Turn out that it is actually very
easy to hide (or embed) other file inside a JPEG image. You can place video clips, pdf, mp3, Office documents, zipped files, webpage or any other file format inside a JPEG image.
And when a suspecting user [read CIA, FBI] tries to open that jpeg file [with concealed information] in either a photo editing software or as a thumbnail inside Windows Explorer, it would be tough to
make out if this camouflaged jpg file is different from any standard jpg image.
Let’s say you want to hide a confidential PDF document from the tax investigation officers. What you can do is convert that file into a regular jpg image so even if anyone double-clicks this file, all he will see is a preview of the image and nothing else. And when you want to work on the actual PDF, just rename the extension from jpg to pdf.
Here’s the full trick:
- Step 1: You will need two files – the file you want to hide and one jpg image – it can be of any size or dimensions. [If you want to hide multiple files in one jpeg image, just zip them into one file]
- Step 2: Copy the above two files to the C: folder and open the command prompt window.
- Step 3: Move to the c: root by typing cd \ [if the files are in another folder, you’ll have to change the prompt to that folder]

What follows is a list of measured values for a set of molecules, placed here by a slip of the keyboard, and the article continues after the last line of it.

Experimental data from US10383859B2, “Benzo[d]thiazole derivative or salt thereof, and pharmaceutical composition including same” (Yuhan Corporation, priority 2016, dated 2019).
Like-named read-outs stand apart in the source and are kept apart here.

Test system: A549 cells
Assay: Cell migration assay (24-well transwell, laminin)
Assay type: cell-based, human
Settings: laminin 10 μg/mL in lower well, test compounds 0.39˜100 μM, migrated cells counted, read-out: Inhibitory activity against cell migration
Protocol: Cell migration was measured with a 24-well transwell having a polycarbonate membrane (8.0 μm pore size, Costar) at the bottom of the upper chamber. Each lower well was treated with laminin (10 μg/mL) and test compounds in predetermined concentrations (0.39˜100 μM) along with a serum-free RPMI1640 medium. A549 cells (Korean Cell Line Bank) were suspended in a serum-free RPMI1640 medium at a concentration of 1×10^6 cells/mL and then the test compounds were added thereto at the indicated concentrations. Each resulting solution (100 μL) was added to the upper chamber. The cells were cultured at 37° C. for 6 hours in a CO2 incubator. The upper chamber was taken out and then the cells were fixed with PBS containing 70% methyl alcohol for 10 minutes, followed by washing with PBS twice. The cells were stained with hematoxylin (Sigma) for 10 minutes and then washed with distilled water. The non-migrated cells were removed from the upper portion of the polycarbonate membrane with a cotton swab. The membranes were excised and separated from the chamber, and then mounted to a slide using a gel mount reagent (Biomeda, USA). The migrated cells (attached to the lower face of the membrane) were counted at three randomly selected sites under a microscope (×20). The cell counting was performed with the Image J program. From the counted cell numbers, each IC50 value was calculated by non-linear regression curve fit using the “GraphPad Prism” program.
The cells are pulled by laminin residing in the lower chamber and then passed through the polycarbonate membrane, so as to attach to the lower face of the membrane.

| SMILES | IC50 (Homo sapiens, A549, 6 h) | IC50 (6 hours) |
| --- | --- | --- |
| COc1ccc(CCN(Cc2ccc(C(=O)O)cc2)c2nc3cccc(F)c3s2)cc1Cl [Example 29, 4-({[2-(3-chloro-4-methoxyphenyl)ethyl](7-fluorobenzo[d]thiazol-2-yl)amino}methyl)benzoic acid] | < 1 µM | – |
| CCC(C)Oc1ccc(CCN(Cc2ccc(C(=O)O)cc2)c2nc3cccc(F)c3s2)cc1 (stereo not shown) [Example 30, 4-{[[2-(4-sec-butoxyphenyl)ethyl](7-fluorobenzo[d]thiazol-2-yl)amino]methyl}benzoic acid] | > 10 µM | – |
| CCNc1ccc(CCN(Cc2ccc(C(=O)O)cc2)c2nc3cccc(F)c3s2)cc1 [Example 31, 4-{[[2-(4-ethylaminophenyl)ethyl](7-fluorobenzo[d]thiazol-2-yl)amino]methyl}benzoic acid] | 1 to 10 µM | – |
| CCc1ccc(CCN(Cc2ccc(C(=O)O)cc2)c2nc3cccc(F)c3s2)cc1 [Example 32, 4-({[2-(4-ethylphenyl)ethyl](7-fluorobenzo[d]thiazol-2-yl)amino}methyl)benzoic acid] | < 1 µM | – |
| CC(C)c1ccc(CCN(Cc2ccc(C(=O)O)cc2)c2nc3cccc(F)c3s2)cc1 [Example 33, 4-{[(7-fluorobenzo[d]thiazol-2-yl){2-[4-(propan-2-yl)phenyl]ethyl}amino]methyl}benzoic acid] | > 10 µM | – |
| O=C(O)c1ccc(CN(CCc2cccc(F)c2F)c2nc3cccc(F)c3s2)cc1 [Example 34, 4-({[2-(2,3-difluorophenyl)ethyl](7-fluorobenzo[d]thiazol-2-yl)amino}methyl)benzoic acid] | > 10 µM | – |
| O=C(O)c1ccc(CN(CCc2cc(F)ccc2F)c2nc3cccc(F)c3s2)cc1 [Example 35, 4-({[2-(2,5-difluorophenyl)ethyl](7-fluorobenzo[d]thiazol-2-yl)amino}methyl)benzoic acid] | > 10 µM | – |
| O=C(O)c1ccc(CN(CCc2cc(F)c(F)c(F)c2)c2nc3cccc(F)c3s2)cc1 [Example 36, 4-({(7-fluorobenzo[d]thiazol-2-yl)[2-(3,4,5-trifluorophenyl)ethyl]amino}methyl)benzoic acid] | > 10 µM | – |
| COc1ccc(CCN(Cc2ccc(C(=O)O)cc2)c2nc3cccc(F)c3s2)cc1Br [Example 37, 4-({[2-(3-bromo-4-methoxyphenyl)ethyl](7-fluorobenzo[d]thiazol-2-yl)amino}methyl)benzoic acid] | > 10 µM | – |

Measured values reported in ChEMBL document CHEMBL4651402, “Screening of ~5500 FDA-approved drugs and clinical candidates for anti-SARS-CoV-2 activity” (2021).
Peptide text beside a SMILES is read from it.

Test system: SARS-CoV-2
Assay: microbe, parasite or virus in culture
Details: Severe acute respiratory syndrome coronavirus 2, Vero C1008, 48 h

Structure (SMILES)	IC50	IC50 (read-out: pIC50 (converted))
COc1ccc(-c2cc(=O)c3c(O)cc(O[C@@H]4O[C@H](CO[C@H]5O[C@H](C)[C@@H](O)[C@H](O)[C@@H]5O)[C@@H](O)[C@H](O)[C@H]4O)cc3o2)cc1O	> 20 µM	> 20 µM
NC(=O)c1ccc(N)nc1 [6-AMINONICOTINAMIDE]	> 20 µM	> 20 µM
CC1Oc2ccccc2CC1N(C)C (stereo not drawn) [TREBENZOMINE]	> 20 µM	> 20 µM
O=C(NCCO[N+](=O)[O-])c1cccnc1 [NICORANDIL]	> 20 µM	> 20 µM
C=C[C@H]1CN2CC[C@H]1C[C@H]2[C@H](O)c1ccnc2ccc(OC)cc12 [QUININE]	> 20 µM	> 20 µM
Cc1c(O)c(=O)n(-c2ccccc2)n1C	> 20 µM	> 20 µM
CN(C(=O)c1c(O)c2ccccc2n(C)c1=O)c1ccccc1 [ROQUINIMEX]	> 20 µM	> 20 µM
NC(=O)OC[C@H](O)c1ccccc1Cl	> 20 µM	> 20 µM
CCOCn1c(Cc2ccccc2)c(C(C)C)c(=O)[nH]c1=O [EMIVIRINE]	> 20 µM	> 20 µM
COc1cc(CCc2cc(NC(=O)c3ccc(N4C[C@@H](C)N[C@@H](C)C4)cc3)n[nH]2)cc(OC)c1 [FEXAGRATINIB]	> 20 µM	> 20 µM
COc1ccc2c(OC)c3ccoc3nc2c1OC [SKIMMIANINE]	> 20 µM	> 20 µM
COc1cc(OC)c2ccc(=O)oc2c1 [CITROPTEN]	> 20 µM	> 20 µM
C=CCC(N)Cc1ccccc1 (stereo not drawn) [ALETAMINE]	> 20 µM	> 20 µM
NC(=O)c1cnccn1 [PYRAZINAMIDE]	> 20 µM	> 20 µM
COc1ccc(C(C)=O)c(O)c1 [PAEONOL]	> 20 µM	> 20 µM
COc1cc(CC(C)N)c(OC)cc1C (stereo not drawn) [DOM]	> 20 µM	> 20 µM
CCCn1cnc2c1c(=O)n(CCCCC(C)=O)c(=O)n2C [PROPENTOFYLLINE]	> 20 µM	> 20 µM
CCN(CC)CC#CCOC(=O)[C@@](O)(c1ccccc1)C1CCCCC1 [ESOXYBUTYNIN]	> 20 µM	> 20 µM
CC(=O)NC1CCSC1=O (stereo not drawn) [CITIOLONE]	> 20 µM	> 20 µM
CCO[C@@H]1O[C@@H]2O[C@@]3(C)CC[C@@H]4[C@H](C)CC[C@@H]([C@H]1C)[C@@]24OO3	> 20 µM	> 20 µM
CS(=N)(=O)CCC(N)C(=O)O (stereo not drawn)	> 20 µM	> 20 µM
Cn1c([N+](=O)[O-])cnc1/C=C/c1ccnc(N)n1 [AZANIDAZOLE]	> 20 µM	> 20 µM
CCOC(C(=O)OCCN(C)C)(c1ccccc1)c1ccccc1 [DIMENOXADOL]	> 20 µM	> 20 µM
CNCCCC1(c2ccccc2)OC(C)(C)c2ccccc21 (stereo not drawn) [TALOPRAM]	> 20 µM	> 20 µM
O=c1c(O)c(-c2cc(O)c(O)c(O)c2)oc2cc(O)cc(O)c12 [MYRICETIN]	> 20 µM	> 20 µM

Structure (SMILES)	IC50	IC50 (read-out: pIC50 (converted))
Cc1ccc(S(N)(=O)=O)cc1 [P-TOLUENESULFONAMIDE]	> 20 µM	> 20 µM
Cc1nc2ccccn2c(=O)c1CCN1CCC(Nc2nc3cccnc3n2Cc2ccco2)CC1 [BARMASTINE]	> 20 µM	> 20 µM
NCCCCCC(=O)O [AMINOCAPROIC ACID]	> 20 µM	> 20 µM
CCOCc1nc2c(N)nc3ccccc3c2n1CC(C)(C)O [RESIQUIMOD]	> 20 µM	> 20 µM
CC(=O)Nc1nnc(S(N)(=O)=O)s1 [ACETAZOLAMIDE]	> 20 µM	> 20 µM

- Step 4: The most important step – type the following command:
copy /b myimage.jpg + filetohide.pdf my_new_image.jpg
To recover the original PDF file, just rename my_new_image.jpg to filename.pdf.
Here we illustrated with an pdf file as that works with simple renaming. If you want to apply this technique to other file formats like XLS, DOC, PPT, AVI, WMV, WAV, SWF, etc, you may have to first compress them in RAR format before executing the copy /b DOS command.
To restore the original file, rename the .jpg file to .rar and extract it using 7-zip or Winrar.
That’s it – No advanced Steganography tricks involved here. Just remember to write the correct syntax of the copy command:
copy /b sourceimage.jpg + filetohide.ext targetimage.jpg